This 4-Day Pass does not include airfare, hotel or the coverage of any other expenses. If the winner has already registered for RootsTech 2019, the original registration fee will be refunded.

What do you need to do to be in the draw?

Send an email to jillballau@gmail.com and please use the subject line Rootstech 2019 Pass Giveaway.

We all know that there is plenty to see and do in and around Salt Lake City. In the body of the email please tell me three things (apart from attending Rootstech)  a Rootstech attendee should do while in Salt Lake City. Remember to include your name and contact details.

By entering this draw you give permission for your name to reported on social media.

I will publish the winner's name on this blog by Friday 16th November. Please forward your entries to me by midnight Tuesday 13th November (GMT time).

For the time challenged


Rootstech Expo Hall

Wednesday, November 7, 2018

Double Numbers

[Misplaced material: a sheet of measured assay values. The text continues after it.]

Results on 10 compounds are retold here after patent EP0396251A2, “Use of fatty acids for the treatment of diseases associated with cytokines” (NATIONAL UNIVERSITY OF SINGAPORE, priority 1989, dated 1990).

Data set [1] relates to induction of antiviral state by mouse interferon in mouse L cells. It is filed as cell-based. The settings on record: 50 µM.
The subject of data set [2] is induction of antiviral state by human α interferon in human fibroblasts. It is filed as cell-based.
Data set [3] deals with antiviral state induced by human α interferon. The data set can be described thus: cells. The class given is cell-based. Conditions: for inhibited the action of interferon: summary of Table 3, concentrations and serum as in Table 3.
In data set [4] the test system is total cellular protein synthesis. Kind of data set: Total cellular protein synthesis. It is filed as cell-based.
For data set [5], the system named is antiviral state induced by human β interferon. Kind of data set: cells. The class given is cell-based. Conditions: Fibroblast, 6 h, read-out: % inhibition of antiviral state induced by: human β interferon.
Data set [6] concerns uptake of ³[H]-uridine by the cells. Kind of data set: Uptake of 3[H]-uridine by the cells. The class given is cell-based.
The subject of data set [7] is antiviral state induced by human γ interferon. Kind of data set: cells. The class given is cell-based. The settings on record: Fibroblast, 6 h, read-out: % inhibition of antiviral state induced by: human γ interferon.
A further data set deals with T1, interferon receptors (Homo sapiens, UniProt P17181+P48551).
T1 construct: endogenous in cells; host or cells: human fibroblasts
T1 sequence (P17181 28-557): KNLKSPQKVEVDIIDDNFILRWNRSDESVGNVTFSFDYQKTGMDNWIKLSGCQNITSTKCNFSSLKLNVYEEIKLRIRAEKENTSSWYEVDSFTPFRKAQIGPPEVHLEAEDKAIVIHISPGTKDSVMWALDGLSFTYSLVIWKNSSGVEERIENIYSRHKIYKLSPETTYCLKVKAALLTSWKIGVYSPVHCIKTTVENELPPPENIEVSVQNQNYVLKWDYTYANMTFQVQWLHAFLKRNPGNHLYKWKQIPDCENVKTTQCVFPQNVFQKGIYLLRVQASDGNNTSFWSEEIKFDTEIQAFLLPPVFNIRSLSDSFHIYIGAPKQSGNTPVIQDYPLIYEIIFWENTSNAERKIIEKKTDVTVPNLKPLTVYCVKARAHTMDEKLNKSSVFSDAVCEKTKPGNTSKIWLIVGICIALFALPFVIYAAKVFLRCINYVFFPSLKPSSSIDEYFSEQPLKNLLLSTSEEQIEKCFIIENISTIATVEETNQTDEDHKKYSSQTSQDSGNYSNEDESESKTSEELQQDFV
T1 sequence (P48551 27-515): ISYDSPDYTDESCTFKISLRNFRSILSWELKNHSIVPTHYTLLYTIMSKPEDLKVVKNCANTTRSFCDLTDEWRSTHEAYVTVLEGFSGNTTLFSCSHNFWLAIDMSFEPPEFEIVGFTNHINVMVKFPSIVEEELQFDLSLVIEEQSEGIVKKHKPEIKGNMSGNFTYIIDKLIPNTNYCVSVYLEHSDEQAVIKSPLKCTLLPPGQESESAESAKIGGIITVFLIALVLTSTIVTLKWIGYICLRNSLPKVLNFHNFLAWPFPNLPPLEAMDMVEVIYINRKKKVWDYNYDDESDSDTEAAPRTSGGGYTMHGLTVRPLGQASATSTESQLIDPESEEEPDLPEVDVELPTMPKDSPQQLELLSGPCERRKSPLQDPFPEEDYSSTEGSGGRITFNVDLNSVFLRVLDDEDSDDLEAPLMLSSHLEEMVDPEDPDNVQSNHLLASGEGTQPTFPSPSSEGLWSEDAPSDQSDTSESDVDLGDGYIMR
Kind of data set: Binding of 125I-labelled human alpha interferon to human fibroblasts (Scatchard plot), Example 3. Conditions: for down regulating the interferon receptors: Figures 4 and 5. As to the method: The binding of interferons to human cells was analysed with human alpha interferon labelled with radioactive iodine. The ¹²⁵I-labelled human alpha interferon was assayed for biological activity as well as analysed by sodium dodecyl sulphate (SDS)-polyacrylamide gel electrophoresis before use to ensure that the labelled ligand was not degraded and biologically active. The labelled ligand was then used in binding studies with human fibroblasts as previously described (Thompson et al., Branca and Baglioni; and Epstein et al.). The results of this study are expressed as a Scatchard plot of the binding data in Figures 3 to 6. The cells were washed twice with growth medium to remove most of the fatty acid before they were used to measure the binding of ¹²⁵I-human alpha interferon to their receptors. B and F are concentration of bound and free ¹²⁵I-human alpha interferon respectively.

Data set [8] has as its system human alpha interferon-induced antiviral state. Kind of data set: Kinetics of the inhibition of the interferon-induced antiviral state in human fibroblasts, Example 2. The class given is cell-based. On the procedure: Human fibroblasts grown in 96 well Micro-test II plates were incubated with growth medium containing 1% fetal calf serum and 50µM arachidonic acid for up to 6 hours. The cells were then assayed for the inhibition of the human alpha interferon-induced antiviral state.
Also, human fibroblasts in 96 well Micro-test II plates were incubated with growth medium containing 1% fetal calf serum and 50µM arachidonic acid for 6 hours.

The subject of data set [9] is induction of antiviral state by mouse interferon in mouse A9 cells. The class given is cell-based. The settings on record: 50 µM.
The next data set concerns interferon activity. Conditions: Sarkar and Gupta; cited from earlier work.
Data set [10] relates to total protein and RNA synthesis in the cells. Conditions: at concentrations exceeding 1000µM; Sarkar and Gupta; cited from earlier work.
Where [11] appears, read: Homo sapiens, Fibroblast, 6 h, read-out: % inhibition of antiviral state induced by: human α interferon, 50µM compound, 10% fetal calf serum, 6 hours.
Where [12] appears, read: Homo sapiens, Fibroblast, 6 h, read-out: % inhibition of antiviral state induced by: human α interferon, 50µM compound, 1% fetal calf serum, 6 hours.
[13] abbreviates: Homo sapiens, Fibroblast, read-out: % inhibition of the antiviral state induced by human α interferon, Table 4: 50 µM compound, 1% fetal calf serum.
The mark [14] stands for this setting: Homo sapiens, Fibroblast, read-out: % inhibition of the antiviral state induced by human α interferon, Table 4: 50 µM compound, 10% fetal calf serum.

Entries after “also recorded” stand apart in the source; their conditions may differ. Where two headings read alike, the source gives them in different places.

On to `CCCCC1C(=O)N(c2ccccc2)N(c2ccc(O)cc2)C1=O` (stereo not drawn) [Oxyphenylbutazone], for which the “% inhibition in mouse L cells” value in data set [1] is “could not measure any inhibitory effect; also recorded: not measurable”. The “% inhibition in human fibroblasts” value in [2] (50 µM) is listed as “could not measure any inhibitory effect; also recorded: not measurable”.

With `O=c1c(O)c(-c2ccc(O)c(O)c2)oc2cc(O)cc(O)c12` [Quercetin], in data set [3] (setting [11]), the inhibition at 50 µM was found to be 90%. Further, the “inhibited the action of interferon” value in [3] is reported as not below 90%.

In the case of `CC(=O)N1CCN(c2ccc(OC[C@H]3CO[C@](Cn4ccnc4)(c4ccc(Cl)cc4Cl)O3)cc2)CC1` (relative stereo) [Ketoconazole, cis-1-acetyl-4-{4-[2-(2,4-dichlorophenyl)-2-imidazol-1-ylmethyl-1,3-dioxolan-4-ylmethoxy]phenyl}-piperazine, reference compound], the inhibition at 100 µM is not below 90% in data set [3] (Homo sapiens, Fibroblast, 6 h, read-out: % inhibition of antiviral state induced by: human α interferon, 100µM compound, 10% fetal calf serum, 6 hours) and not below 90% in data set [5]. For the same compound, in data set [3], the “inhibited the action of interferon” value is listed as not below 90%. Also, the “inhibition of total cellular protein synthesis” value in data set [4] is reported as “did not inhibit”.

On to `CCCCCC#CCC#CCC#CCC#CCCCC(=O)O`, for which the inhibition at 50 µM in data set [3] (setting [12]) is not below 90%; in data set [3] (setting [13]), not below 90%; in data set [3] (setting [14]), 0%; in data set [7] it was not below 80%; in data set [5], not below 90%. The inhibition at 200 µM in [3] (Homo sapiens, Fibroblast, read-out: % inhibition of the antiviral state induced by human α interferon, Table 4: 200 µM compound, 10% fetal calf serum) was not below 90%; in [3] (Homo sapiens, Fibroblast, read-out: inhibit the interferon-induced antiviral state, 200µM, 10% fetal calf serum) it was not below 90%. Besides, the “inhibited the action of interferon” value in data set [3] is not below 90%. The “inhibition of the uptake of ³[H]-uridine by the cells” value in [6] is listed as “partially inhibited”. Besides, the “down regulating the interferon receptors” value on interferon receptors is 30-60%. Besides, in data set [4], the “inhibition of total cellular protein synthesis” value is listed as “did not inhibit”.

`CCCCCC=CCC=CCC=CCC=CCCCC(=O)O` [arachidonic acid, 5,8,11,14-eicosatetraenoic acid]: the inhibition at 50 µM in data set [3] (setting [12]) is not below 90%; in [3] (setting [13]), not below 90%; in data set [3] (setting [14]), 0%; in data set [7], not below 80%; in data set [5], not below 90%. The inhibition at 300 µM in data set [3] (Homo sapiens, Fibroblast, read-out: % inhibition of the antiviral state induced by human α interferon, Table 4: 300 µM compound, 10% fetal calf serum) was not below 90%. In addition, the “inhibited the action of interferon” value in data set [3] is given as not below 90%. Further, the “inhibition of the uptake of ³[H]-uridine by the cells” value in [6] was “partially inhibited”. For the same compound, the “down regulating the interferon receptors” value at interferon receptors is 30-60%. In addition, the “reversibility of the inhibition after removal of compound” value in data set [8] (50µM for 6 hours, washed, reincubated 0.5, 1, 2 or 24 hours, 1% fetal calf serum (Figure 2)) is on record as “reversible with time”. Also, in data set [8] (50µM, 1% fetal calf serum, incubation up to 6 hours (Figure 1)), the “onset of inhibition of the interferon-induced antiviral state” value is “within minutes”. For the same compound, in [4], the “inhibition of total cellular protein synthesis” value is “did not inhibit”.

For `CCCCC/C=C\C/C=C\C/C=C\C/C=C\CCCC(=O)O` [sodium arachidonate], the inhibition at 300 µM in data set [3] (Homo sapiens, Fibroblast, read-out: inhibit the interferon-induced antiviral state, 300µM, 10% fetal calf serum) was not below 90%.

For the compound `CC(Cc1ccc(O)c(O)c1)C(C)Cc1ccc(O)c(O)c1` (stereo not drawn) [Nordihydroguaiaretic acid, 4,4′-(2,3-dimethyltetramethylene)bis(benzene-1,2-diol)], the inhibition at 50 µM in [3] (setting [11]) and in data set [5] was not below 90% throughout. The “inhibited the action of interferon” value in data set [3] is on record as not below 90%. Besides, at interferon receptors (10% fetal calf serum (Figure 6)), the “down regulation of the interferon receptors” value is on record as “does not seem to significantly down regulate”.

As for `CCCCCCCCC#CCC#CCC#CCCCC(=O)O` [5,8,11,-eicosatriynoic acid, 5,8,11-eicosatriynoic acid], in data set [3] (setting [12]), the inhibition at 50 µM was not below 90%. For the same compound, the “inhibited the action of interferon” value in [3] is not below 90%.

When I launched this blog 10 years ago I had no idea of the riches that would flow to me via its existence.




Through this blog I have been educated, enriched and entertained, I have made wonderful friends and forged valuable connections. I've been given opportunities to explore the genealogy world, the world of my ancestors and travel our world.  This is all because of YOU, my readers.

You have given positive reinforcement, support and encouragement in my genealogical endeavours.


Thanks to everyone who has dropped in on the GeniAus Blog over the past ten years. 

A website tells me that "As children reach the age of 10, many will start to think of themselves as being almost teenagers. But, it's not always the case. While some will start looking and acting more mature, others will remain more child-like, both physically and emotionally.

Being 10 is all about change. It is a period of transition that can offer challenges and delights as children start to embrace the approach of adolescence."


Now that this blog has reached double numbers I trust that it too can change and offer challenges and delights but I cannot guarantee that it will act more maturely!

I hope you will stay with me as the GeniAus blog enters it next ten years of development.